More than three years after two young girls went missing from Franklin County following a custody dispute, their mother surrendered to Waynesboro police.
Lashada Lee traveled to the Waynesboro Police Department on Wednesday and turned herself in, police said in a news release on Thursday. She is charged with two felony counts of interference with child custody.
The girls, Hanna Lee and Skye Rex, were 7 and 5 when their father unsuccessfully attempted to retrieve them from their mother per a judge’s custody order just after the COVID-19 pandemic started in March 2020. Today, they are 10 and 8.
“Hanna and Skye are safe, healthy, and currently in the protective custody of Franklin County Children and Youth Services,” Waynesboro Police said in a news release on Thursday.
Police first announced late Wednesday afternoon that the girls had been found and Lee was taken into custody. Police have not said where Lee and the girls had been. It was previously reported that she had family in the Washington, D.C., area, and court documents state Lee sold her vehicle in that region.
The girls’ father, John Rex, spoke out about his search for the girls over the three years they were missing. He released a statement through the National Center for Missing and Exploited Children:
“I’m so grateful for everyone’s support in helping us get to this day. Time froze three (years) ago when my beautiful girls were suddenly taken from my life. I’m overjoyed and now focusing on getting the girls back home with me. I ask for privacy at this time as we navigate the coming days,” Rex said.
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How the investigation of Lee and the missing girls began
The affidavit of probable cause shows that police had a variety of evidence indicating Lee her Waynesboro home after learning Rex had been awarded full custody of their daughters.
A Waynesboro police officer filed the document at Magisterial District Justice Annie Gomez Shockey’s office in Waynesboro on June 2, 2020. It was made publicly available following her arraignment Wednesday.
Rex first contacted Waynesboro Police about 6:25 p.m. March 20, 2020, following multiple attempts to find Lee and his daughters.
He told them a judge in Washington County, Md., issued an emergency modification custody order on March 17 that granted him full custody of the children. Police confirmed that and other parts of Rex’s story.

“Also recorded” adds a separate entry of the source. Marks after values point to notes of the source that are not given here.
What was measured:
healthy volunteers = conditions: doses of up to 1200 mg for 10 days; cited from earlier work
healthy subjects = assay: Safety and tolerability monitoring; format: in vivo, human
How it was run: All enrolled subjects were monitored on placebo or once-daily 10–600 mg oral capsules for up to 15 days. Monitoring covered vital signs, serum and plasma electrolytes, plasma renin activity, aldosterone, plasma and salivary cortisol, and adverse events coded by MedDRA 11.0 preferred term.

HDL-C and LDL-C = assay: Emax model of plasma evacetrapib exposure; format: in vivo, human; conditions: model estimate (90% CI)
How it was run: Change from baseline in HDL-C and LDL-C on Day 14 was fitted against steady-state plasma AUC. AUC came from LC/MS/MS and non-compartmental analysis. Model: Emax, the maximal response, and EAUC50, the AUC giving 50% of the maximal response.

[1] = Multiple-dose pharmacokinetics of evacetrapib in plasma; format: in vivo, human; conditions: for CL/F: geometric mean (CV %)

Rex said Lee’s attorney notified her of the order on March 18. That same day, he sent Lee a Facebook message to make arrangements for him to get the children the next day after he arrived in the area from Florida, where he lives.
Rex never heard back from Lee, which he said was unordinary because they communicated regularly. Police examined their text conversations in Facebook Messenger, which showed Lee almost always opened Rex’s messages and responded to them. The message about the custody order did not have the marking to indicate it was opened.
The last time Rex talked to his children was by a video call with Lashada’s Facebook account on March 15. He said they appeared to be at her apartment.
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As he stated in the March 18 message, Rex went to the Hagerstown Police Department the following day, but the children were not there. He then went to Lee’s home in Waynesboro, and no one was there.
A police officer called and sent messages to Lee’s phone a number of times over two days, but she never responded.
Police also visited her apartment complex on March 20, the day Rex made his report. Neighbors said they had not seen Lee’s vehicle for a few days. In the common area, a shelf designated for Lee’s apartment number contained papers dated March 17, 2020.
Police returned on March 30 for a welfare check, and maintenance provided entry. It appeared as if Lee and the children were still living there, as the kitchen was stocked with food and supplies, and furniture and personal property such as clothing and toys were there.
That day, police entered the children as missing into the National Crime Information Center, a nationwide database of missing persons and criminal information. The case was shared on social media and reported by news media.
Throughout that spring, police checked Lee’s residence for activity. The property manager said she did not pay rent for April or May and did not respond to emails.
An official from Waynesboro Area School District reported that Hanna, who was in first grade, had not been participating in virtual schooling (due to the COVID-19 closure) and Lee was not responding to emails.
Late in May, police learned Lee’s vehicle was for sale at a dealership in Fredericksburg, Va. They confirmed Lee originally sold it to a dealership in Maryland on March 23. The dealership gave police a photo of the vehicle taken they day it was purchased, which appeared to show a young girl in the background. Rex said it appeared to be one of his daughters, but the name was redacted from the affidavit.
On May 28, police executed a search warrant on Lee’s apartment. Everything appeared as it did when officers did the welfare check two months earlier, and milk in the fridge had an expiration date of March 20. Police found an opened certified letter dated March 5, in which Lee’s attorney notified her they would no longer represent her.
After being arraigned Wednesday evening, Lee was released on $25,000 unsecured bail, court records show. Her preliminary hearing is scheduled for 8:30 a.m. Tuesday in Franklin County Central Court.
Amber South can be reached at email@example.com.